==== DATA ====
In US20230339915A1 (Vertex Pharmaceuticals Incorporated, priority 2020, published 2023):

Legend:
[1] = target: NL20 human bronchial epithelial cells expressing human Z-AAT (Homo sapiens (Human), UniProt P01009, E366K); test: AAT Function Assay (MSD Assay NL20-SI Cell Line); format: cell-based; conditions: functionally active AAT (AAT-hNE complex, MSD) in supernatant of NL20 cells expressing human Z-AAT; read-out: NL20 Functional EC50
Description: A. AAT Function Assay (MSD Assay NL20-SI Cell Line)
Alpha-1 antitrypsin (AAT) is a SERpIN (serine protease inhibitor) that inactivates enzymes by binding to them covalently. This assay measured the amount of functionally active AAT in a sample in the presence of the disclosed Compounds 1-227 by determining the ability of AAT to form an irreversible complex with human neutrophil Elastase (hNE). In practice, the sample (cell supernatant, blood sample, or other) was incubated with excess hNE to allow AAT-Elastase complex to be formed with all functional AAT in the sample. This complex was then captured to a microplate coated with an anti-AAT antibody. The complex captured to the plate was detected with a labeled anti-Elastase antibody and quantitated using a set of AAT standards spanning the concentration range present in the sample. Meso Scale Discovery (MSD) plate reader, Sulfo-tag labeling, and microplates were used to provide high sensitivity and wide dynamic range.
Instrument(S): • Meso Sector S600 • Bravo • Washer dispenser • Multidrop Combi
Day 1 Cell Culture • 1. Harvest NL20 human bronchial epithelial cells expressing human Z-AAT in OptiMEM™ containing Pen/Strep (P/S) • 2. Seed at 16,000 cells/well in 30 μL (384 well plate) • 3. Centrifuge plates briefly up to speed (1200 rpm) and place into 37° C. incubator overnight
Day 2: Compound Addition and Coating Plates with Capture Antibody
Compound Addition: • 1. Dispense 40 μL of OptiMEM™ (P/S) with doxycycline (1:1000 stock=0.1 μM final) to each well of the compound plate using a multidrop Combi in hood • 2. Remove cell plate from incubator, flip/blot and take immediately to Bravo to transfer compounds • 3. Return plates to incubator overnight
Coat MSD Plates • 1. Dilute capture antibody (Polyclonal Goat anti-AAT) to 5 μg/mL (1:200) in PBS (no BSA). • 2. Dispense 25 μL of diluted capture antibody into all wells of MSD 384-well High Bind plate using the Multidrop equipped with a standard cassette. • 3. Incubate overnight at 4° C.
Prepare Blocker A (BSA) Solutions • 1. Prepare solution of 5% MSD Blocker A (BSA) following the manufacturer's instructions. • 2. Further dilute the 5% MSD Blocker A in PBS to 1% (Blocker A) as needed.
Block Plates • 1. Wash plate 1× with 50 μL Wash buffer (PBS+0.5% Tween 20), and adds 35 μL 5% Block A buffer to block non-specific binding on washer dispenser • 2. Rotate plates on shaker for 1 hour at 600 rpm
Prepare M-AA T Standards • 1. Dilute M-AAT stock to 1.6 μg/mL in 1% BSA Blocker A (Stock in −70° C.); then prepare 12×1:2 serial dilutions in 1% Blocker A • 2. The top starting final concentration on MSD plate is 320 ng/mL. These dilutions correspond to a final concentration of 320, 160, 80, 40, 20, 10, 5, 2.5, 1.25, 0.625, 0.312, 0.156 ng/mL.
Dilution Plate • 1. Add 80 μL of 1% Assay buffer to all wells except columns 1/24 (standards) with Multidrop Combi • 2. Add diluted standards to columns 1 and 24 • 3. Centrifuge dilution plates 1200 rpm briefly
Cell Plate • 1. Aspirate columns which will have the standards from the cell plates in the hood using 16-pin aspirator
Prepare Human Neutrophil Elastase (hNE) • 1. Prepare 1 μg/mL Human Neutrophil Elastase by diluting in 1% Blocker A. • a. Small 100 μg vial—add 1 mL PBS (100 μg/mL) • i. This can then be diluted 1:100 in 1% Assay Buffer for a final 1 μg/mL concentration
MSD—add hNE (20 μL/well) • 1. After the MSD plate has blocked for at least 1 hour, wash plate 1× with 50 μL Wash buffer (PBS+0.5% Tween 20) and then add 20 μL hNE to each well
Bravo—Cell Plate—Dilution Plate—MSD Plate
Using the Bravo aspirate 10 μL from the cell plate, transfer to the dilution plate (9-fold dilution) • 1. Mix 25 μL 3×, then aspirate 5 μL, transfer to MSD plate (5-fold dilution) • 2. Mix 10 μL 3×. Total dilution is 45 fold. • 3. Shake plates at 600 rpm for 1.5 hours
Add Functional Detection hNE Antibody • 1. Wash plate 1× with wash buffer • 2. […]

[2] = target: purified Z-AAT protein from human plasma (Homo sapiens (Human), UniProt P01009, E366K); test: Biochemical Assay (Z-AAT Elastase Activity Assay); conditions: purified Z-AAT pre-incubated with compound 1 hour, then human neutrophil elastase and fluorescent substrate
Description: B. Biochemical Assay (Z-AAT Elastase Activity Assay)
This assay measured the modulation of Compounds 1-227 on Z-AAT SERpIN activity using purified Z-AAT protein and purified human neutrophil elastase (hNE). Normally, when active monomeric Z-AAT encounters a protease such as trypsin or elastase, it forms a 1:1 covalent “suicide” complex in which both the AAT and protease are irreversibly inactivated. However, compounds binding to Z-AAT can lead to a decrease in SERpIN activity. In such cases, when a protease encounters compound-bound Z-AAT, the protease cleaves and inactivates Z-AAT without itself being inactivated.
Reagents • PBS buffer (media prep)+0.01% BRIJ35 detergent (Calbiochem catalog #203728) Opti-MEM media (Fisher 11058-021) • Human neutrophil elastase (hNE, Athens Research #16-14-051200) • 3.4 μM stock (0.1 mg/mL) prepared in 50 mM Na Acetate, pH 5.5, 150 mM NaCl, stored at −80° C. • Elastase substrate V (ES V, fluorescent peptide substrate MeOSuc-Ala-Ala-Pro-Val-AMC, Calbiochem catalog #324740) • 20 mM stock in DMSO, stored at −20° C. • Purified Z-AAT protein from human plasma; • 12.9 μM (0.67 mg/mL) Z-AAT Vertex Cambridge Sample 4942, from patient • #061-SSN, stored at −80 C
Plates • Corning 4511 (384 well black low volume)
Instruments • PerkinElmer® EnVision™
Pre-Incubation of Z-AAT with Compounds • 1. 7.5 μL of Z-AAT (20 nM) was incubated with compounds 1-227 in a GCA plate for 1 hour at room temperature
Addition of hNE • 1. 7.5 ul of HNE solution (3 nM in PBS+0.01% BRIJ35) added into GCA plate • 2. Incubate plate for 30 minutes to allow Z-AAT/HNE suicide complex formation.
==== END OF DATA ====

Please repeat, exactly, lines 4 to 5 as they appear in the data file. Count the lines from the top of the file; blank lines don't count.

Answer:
Description: A. AAT Function Assay (MSD Assay NL20-SI Cell Line)
Alpha-1 antitrypsin (AAT) is a SERpIN (serine protease inhibitor) that inactivates enzymes by binding to them covalently. This assay measured the amount of functionally active AAT in a sample in the presence of the disclosed Compounds 1-227 by determining the ability of AAT to form an irreversible complex with human neutrophil Elastase (hNE). In practice, the sample (cell supernatant, blood sample, or other) was incubated with excess hNE to allow AAT-Elastase complex to be formed with all functional AAT in the sample. This complex was then captured to a microplate coated with an anti-AAT antibody. The complex captured to the plate was detected with a labeled anti-Elastase antibody and quantitated using a set of AAT standards spanning the concentration range present in the sample. Meso Scale Discovery (MSD) plate reader, Sulfo-tag labeling, and microplates were used to provide high sensitivity and wide dynamic range.